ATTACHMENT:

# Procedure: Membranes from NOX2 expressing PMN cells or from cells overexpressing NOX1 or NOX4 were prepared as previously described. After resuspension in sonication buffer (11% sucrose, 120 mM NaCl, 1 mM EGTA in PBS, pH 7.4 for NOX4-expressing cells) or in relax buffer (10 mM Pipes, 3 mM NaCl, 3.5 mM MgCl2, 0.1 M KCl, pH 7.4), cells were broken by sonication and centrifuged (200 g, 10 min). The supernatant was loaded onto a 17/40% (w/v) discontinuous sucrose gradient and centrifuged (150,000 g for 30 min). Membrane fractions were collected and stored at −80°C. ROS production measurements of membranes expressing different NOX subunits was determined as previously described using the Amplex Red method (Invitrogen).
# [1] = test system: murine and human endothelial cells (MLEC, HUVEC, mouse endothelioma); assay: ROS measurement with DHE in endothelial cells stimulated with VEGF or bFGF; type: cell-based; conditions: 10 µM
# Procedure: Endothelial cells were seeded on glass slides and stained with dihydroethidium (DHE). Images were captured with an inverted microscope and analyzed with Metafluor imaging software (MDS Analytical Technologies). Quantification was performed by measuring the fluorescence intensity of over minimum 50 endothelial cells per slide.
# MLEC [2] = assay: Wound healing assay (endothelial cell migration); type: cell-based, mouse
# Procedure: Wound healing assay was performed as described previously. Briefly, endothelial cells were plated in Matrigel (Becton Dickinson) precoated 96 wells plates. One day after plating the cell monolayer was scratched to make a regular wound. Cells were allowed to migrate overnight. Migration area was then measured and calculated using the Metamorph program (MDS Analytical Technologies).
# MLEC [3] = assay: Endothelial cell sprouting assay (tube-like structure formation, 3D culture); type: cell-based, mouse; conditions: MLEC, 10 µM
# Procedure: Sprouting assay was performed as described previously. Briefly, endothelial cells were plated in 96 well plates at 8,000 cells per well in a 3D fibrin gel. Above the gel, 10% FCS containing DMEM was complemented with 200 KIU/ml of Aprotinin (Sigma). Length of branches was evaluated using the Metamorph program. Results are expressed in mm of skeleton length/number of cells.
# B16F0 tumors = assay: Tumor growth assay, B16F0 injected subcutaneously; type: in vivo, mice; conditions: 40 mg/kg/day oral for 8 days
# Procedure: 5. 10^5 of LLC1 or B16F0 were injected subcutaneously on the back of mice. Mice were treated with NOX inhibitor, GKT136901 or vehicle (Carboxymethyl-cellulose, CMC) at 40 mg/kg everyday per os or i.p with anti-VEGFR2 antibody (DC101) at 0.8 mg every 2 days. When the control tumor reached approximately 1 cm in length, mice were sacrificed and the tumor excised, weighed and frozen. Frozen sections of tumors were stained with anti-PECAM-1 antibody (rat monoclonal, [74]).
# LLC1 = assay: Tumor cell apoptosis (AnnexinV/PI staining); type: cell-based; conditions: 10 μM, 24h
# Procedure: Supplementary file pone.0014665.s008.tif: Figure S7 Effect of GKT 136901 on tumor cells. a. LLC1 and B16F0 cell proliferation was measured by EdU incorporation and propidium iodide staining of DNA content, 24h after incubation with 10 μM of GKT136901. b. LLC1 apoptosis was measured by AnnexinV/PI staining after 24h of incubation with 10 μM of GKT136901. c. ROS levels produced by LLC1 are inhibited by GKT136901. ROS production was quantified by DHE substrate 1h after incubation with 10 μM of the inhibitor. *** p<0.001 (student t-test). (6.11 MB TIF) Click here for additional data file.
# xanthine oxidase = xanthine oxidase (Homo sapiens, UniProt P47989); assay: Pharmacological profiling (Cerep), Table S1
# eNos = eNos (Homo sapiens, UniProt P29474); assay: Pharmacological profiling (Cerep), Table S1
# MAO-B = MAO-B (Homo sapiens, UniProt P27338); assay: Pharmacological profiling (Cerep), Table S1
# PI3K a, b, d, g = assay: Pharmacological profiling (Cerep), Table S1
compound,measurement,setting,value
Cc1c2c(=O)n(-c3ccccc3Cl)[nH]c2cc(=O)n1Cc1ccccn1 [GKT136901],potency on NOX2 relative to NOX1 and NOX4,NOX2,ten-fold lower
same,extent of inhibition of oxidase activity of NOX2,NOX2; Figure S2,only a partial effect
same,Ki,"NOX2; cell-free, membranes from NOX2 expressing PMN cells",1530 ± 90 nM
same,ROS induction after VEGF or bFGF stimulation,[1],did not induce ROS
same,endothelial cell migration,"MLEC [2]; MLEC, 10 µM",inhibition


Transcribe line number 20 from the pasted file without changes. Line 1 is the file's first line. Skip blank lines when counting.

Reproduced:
same,ROS induction after VEGF or bFGF stimulation,[1],did not induce ROS